External module function mqcalc - used by mcdiff

''going beyond'' dipolar approximation is a desirable feature of an accurate calculation of magnetic neutron scattering intensity and can be performed using mcphase. The internal module so1ion does this in an excellent way for the ground state multiplet of rare earth atoms (see section 8.5) using equations (49) for the scattering operator $\hat \mathcal Q$. A more general formula for this scattering operator operator relates this operator to the Fourier transform of the magnetisation density $\mathbf M(\mathbf r)$of the unfilled shell of a specific ion [26]:


\begin{displaymath}
\mathbf Q \times (\hat \mathcal Q \times \mathbf Q) = \fr...
...\times (\hat \mathbf M(\mathbf r) \times \mathbf Q) \right ]
\end{displaymath} (75)

Note that the magnetisation density consists of two contributions $\hat \mathbf M(\mathbf r)=\hat \mathbf M_S(\mathbf r)+\hat \mathbf M_L(\mathbf r)$, the spin and orbital contribution. The orbital contribution is not uniquely defined due to a gauge freedom ( $\nabla \times \hat \mathbf M_L (\mathbf r)=\hat \mathbf j(\mathbf r)$, the curl of the magnetisation must give the current density, so any gradient of a potential may be added to $\hat \mathbf M(\mathbf r)$ without changing the result). However, this does not matter, because adding a gradient of a potential to $\hat \mathbf M(\mathbf r)$ will just give a contribution $\mathbf Q \times \mathbf Q \times \mathbf Q=0$ to the equation (78), thus the neutron scattering cross section is not sensitive to the chosen gauge, which is an important feature of the theory.

Technically, ''going beyond'' dipolar approximation in the program mcdiff can be done with module functions mq and estates. The output of mq is the Fourier transform of the magnetization density in units of $\mu_B$, which is equivalent to two times the scattering operator $\langle \hat \mathcal Q^{d \dag }_{\alpha} \rangle_{T,H}$ for a given orientation of the scattering vector. mq is called many times, for every scattering vector. In order to do an efficient calculation the eigenstates should be calculated only once, this is the task of function estates.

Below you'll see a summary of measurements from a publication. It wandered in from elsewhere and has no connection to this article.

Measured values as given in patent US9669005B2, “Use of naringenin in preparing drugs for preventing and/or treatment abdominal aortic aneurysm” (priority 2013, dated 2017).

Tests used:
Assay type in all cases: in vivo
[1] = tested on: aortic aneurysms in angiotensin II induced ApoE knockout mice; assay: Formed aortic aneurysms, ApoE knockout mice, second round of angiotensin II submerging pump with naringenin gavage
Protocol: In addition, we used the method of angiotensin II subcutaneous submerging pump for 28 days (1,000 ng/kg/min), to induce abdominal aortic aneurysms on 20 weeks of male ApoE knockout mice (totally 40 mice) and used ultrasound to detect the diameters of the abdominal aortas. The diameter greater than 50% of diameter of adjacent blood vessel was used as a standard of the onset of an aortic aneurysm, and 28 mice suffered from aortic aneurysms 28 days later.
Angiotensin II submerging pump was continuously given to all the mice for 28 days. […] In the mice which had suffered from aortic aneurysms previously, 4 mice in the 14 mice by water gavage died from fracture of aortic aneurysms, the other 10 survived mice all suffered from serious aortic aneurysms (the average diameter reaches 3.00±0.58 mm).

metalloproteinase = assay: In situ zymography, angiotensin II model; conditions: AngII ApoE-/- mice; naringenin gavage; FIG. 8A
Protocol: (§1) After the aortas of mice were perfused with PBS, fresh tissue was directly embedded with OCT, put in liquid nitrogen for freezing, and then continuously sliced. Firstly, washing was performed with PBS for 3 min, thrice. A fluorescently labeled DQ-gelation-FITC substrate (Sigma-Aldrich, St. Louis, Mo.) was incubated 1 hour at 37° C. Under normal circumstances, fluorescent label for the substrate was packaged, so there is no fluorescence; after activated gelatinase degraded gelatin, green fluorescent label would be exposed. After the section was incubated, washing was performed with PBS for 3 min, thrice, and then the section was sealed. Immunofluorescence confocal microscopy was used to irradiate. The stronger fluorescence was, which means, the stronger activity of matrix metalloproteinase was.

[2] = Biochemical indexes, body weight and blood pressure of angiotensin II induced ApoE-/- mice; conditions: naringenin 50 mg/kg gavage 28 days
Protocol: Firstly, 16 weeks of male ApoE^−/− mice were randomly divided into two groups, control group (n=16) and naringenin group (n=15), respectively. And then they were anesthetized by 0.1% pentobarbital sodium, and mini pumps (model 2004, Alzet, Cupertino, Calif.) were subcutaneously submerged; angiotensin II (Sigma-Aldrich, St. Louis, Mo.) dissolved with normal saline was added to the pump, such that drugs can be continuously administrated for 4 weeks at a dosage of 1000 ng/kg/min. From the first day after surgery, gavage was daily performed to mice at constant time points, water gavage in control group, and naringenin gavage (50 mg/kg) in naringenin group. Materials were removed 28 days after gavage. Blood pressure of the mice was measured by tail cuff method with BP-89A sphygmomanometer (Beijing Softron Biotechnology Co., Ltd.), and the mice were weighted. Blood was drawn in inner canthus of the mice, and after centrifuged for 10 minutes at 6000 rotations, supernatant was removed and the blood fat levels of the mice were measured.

The format to be used is:

extern "C" void mqcalc(ComplexVector & mq,double & th,double & ph,double J0,
double & J2, double & J4, double & J6,ComplexMatrix & est)

The meaning of the symbols is as follows:

on input
   th     polar angle theta of the scattering vector Q (angle with the axb axis=c axis) in rad
   ph     polar angle phi of the scattering vector Q (angle with bx(axb)=a in the 
          projection into the  bx(axb),b plane = angle with a in the projection into the 
		  ab plane) in rad
   J0,J2,J4,J6     form factor functions <jn(Q)>   
   est             eigenstate matrix (as calculated by estates),
                   it should also contain population numbers of the states
on output
   mq(1..3)        Kartesian components of the scattering operator mq=<M(Q)>/muB=-2<Q>_TH
                    Note that: 
                               mq(1)=<Mbx(axb)(Q)>/muB
                               mq(2)=<Mb(Q)>/muB
                               mq(3)=<Maxb(Q)>/muB
                    according to Lovesey Neutron Scattering equation 6.87b the 
                    scattering operator is given in  spherical coordinates 
					Q-1,Q0,Q+1 (introduced as described above on input of th and ph)
					these are related to cartesion coordinates by 11.123
				    thus at Q=0  <M(Q)>=2<S>+<L>

Martin Rotter 2017-01-10